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The Different Forms of Company Administration, Explained

This is when your company goes into what's called company administration

By Damian PetersPublished 2 years ago 3 min read

This is when your company goes into what's called company administration. You are looking for third-party assistance to make your business more profitable. This is usually done by hiring an insolvency practitioner.

To preserve the business' value and protect employees, it can also be necessary to sell it. Administration of a company can take from a few hours to two weeks.

Administration is the most common form of insolvency. Liquidation is the next stage of insolvency. Administration is preferred by creditors because they still have the chance to collect the debt. Liquidation is when creditors lose all chance of collecting debt.

Below are the main forms of company administration that you might come across and their differences.

Company Voluntary Agreement

Insolvency professionals may recommend a CVA if a business is financially viable. This is when the business owes creditors, but cannot afford to pay it all at once.

CVAs are legal documents that provide insight into the difficulties of a business. The CVA outlines the time frame for creditors to receive payments and the amount. A CVA cannot be in force for more than five years.

The CVA plan is drafted and the business is protected by a "moratorium." This prevents creditors or other creditors from taking legal action against the business to collect its debts.

The business is officially placed into administration when the creditors have agreed to the CVA. They then hand over all profits to the insolvency practitioners, who distribute it to creditors as appropriate.

Businesses Sold as a "Going Concern"

This process can take one of two forms. It can be either a pre-packaged sale where the business is sold before administrators are appointed or it can be offered for sale on an open market.

Pre-packaged administrations allow the sale to take place immediately after an administrator has been appointed. This minimizes loss of profit and maintains goodwill with creditors. This also ensures that clients and customers are not disrupted, which means that the process is less disruptive. This administration helps to protect the company's brand and assets.

Transferring from Company Administration to Liquidation

There may be assets left that must be realized, or a payment that creditors owe. Liquidation is often the next step in this situation. If the creditors do not receive the money owed, they may threaten enforcement action. The administrator is the liquidator. This process can take up to a year and may be more complicated than administration.

Liquidation refers to the formal closing of a business. This is when all employees are made redundant, and the business ceases to exist.

Administrators may recommend liquidation as the best option right from the beginning in some cases. There are many reasons for this, but the most common is market decline. Consider the decline of Blockbuster and other major video rental companies as an example of how viewers have shifted to streaming movies. This can also happen if a major client leaves your company or goes through liquidation.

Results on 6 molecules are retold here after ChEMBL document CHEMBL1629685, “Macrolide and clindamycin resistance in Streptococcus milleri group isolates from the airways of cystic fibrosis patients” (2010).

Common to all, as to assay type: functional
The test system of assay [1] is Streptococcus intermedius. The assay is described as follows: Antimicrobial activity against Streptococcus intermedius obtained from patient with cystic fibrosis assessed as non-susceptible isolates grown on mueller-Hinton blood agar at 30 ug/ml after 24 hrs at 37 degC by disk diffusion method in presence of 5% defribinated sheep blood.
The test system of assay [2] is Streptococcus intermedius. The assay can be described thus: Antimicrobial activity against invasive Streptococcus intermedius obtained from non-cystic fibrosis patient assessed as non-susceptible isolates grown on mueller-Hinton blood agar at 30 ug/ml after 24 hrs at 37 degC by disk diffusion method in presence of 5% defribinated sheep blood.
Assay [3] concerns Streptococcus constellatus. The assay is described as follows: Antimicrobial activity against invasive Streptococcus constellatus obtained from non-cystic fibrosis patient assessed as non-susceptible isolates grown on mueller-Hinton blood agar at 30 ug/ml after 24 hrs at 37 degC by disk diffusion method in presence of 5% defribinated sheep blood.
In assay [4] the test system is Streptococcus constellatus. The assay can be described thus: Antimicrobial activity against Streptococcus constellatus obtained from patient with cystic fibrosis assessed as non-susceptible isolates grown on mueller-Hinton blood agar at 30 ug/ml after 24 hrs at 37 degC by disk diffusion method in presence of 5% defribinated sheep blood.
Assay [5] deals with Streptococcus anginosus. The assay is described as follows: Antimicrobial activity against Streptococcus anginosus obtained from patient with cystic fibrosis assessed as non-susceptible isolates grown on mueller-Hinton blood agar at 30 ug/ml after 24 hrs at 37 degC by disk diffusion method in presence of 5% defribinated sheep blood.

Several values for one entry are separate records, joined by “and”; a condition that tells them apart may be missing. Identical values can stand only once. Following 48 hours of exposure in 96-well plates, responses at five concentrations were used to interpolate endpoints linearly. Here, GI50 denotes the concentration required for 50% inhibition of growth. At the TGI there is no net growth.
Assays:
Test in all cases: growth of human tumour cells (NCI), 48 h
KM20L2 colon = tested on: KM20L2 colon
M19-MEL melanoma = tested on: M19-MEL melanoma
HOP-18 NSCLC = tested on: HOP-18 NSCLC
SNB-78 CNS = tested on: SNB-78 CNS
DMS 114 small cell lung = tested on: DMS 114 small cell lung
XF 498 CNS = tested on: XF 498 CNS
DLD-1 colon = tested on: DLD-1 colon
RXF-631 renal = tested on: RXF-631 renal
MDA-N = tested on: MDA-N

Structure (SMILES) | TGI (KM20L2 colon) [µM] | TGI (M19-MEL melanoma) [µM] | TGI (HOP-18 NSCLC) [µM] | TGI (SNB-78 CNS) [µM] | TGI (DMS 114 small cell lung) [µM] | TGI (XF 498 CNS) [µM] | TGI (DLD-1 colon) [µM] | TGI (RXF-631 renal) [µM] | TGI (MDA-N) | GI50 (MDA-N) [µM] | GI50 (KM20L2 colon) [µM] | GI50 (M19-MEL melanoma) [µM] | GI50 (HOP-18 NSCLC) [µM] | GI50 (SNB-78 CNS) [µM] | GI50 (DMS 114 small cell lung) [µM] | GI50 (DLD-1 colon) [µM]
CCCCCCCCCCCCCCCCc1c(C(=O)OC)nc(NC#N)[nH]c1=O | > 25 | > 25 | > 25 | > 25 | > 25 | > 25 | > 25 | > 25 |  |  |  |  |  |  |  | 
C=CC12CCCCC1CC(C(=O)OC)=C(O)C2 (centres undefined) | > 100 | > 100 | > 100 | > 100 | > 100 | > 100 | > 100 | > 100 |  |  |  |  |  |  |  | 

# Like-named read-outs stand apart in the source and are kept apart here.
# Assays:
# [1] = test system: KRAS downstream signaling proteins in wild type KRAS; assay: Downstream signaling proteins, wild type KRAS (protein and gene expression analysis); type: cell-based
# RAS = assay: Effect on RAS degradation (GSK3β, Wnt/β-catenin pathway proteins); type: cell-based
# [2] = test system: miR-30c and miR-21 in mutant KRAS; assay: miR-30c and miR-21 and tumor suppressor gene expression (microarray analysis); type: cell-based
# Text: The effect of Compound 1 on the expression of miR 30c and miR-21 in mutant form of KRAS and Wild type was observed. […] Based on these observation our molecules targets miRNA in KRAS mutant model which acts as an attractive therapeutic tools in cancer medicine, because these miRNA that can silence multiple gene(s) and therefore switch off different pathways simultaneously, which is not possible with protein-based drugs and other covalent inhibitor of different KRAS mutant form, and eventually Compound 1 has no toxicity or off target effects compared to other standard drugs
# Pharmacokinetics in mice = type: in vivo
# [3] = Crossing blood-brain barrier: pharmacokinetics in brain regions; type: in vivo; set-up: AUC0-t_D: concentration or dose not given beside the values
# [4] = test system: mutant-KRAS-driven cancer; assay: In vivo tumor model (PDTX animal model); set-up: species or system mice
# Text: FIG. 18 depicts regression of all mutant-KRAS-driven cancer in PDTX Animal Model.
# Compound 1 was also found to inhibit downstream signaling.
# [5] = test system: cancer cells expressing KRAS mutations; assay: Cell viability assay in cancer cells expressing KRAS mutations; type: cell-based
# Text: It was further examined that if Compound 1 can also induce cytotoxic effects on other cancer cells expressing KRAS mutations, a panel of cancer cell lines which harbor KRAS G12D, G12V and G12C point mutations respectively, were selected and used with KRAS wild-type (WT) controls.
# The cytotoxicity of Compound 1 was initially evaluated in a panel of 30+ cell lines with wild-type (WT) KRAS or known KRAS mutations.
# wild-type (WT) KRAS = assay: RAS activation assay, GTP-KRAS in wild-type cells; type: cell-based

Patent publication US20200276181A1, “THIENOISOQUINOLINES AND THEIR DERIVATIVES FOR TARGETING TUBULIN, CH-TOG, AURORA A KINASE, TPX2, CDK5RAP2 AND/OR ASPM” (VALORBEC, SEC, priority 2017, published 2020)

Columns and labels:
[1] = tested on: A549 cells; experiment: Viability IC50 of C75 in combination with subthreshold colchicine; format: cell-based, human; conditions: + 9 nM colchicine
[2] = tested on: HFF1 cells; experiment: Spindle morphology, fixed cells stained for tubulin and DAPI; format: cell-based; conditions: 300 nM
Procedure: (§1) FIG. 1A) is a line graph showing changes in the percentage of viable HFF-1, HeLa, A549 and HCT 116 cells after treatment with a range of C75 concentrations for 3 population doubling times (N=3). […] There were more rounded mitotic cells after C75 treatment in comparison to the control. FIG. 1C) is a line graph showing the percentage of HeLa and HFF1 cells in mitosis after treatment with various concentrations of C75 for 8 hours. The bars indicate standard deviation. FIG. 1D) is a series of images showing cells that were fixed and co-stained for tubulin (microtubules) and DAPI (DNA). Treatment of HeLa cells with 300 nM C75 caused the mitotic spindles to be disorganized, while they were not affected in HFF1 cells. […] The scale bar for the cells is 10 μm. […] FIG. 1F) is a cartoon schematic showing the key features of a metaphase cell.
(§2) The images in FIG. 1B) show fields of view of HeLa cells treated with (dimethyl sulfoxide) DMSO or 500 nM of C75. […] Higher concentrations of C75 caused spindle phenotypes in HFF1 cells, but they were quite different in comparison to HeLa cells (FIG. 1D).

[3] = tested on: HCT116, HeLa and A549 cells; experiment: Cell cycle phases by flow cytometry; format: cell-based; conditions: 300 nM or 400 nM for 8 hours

Benefits of Going into Administration vs. Liquidation

It is not something that anyone likes to see when their company has financial difficulties. Administration can have a few advantages over liquidation.

The issue was discovered early. If you waited, your business could have been liquidated.

You have the option to seek protection from creditors. Working together with administrators will give you some level of protection, which can prevent any further legal action.

You have more capital. The funds remaining at the end are usually greater than the liquidation.

There is little disruption to your business. Contracts that are not in the best interest of the business can be canceled.

Employees are not fired. The administrator does this in the best interests of the company.

The Company Administration has its own warning signs

It's best to seek professional advice immediately if your company is experiencing cash flow problems. You could end up spending a lot of money on restructuring your business if you wait too long. This will mean that you won't have enough cash to pay an insolvency practitioner to turn your business around.

If you are aware of cash flow problems but don't seek help, an insolvency practitioner may charge you with wrongful trade. This could mean that you are disqualified as a director for up 15 years, and may be personally liable for a portion of the company's debts.

Although the company administration process and its many routes can seem complex, they are not. The Simple Guide To Company Administration is a comprehensive guide to company administration by the Insolvency Specialists.


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